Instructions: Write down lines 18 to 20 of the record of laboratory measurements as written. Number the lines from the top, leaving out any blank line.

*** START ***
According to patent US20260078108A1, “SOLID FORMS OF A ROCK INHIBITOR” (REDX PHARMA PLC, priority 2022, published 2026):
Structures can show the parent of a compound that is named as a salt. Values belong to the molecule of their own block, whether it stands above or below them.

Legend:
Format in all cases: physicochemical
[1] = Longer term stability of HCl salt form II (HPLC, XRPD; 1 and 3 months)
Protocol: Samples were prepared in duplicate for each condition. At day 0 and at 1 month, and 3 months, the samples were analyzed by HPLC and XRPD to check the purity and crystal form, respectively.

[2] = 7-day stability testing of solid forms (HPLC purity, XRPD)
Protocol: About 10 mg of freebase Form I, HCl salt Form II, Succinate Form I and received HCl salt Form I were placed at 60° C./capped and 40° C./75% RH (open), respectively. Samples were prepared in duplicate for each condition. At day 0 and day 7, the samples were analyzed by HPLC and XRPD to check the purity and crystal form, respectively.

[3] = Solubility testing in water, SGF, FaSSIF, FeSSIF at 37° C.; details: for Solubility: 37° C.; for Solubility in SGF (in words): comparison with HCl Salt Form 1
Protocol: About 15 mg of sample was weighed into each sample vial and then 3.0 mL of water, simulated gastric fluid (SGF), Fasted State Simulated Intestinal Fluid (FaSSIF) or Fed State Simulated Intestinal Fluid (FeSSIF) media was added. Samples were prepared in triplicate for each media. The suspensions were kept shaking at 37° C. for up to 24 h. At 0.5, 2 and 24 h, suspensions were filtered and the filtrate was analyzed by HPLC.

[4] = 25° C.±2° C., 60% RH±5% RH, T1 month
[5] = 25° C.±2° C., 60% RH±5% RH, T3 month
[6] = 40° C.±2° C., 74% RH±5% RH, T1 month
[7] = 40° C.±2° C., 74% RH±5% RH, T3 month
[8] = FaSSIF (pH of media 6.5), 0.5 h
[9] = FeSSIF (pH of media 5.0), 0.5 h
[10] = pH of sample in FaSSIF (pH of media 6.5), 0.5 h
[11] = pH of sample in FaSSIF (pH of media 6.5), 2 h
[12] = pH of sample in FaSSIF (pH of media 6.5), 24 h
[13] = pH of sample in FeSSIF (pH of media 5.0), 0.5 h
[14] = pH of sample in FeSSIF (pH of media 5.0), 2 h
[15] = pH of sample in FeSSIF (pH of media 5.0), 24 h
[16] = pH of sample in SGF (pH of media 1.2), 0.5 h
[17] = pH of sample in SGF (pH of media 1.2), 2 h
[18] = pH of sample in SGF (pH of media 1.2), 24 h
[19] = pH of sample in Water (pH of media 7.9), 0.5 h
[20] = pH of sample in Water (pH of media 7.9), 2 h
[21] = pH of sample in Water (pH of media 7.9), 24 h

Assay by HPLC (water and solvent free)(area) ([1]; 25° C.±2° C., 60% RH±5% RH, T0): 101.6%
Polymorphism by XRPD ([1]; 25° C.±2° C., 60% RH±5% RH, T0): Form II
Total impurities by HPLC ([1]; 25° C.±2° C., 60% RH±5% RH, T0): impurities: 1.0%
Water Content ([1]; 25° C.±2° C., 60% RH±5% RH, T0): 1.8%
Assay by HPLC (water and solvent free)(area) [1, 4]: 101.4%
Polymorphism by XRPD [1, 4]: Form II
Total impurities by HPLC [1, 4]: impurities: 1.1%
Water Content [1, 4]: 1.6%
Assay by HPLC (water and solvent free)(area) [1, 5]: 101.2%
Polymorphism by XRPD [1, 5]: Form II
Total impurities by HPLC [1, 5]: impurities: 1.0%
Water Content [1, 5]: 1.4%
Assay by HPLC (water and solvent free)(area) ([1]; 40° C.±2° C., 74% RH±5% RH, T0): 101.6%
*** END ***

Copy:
[11] = pH of sample in FaSSIF (pH of media 6.5), 2 h
[12] = pH of sample in FaSSIF (pH of media 6.5), 24 h
[13] = pH of sample in FeSSIF (pH of media 5.0), 0.5 h